Smoking ban considered for prisons

20.09.2013 13:22

A ban on smoking in all areas of jails
in England and Wales is being
considered by the Prison Service.
A pilot is expected to begin next year,
with a ban likely by 2015.
It is thought the move is linked to
potential legal action by staff and inmates
who have suffered the effects of passive
Campaigners warn a ban would be
difficult to implement and could have a
destabilising effect, with an estimated
80% of prisoners thought to be smokers.
Smokers among the 84,000 inmates at
prisons in England and Wales, where
tobacco is used as currency on the
wings, will be offered nicotine patches as
a substitute.
'Harmful effects'
A Prison Service spokesman said: "We
are considering banning smoking across
the prison estate and as part of this are
looking at possible sites as early
According to a report in the Times
newspaper, prisons in south-west
England, including Exeter and Eastwood
Park Women's jail, will be involved in the
pilot in the spring.
Inmates are currently allowed to smoke
in their cells but a ban would prohibit
this and extend to all parts of a prison,
including exercise yards.
Senior prison staff were said to have
been informed of the move in a letter.
"You will no doubt be aware that the
decision has been made that the time is
right for the prison estate to adopt a
tobacco and smoke-free policy to
provide a smoke-free workplace/
environment for our staff and
prisoners," the letter, quoted in the
Times, said.
The Prison Officers Association (POA)
began campaigning for a smoking ban in
all UK prisons in 2007.
It had expressed concerns about staff
and prisoners "forced to suffer the
harmful effects of second-hand smoke".
It came after smoking bans were
introduced across the UK, to protect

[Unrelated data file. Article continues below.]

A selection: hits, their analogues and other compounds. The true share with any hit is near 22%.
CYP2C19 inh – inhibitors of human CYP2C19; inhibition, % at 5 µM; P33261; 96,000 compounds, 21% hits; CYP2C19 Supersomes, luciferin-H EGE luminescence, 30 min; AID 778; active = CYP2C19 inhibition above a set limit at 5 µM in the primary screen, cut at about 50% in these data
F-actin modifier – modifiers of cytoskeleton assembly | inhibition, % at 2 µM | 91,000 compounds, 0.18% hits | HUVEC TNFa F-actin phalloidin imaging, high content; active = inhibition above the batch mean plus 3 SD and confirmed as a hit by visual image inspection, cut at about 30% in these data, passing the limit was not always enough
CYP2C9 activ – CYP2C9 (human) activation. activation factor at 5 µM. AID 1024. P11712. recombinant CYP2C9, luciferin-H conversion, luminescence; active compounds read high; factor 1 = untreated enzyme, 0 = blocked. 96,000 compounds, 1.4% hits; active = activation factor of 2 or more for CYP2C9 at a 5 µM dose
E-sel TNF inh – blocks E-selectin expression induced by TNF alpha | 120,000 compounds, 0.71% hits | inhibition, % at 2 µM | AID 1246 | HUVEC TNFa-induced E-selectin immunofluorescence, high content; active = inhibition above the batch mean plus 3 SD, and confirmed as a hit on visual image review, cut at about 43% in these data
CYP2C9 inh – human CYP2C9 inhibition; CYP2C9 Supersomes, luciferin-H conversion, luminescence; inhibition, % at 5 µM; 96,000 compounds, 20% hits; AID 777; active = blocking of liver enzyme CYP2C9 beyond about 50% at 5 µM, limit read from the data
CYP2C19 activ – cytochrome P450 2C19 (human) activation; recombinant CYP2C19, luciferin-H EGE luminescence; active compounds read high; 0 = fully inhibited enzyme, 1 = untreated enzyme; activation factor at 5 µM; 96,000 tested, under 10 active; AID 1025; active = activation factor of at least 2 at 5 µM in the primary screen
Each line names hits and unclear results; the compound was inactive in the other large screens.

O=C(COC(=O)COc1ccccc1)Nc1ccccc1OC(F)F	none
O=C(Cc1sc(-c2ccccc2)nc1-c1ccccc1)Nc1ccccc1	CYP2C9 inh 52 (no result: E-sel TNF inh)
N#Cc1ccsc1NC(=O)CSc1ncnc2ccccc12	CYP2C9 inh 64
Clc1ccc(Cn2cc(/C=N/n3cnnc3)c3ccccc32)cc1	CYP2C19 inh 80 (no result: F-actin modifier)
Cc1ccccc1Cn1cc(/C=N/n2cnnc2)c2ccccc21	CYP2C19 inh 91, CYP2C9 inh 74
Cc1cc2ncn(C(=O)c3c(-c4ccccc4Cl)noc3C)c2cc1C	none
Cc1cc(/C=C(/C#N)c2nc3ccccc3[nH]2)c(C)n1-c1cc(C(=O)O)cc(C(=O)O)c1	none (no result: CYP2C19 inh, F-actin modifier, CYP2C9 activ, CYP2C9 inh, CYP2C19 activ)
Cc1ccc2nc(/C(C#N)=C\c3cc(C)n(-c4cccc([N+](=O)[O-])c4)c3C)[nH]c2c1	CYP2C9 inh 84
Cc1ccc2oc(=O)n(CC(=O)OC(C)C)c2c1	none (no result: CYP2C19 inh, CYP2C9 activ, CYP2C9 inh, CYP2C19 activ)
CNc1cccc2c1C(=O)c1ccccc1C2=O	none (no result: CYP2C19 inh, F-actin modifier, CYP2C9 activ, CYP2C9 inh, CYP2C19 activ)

people from the effects of second-hand
smoke in workplaces and enclosed public
The bans did not apply to prisoners as
their cells were defined as "domestic
premises", although non-smoking
prisoners could not be made to share a
cell with a smoker.
'Pressure on jails'
POA general secretary Steve Gillan told
the Times the union would work with the
Ministry of Justice to make sure a ban
"works effectively".
He acknowledged it "could cause
disturbances" but pointed out a ban had
successfully been introduced in young
offender institutions in England and
Andrew Neilson, from campaign charity
the Howard League for Penal Reform,
suggested a ban would be difficult to
He told the BBC: "Prisons are going
through unprecedented budget cuts,
prison resources, staff resources have
been cut. There may well be good
intentions behind this policy proposal,
but it will undoubtedly put a lot of
pressure on jails which are already
pretty stretched."
He added there could be a damaging
effect in the short term on the mental
health of prisoners "who are often very
Former offender Mark Johnson, chief
executive of the charity User Voice, said
there are "greater priorities" that need
addressing in the prison system, such as
He criticised the Ministry of Justice for
"tinkering around" with the issue of
smoking, which he believes is a human
He told BBC Radio 4's Today
programme: "We've got a serious
problem the way we have the rates of
reoffending, and they sort of come up
with... a PR line about something as
minute as smoking in cells.
"We work in a number of prisons around
the country and already in communal
spaces smoking's banned. The only place
that you can smoke is actually in your
A ban on smoking in workplaces and
enclosed public spaces came into effect
in England in July 2007 following similar
legislation in Scotland, Wales and
Northern Ireland.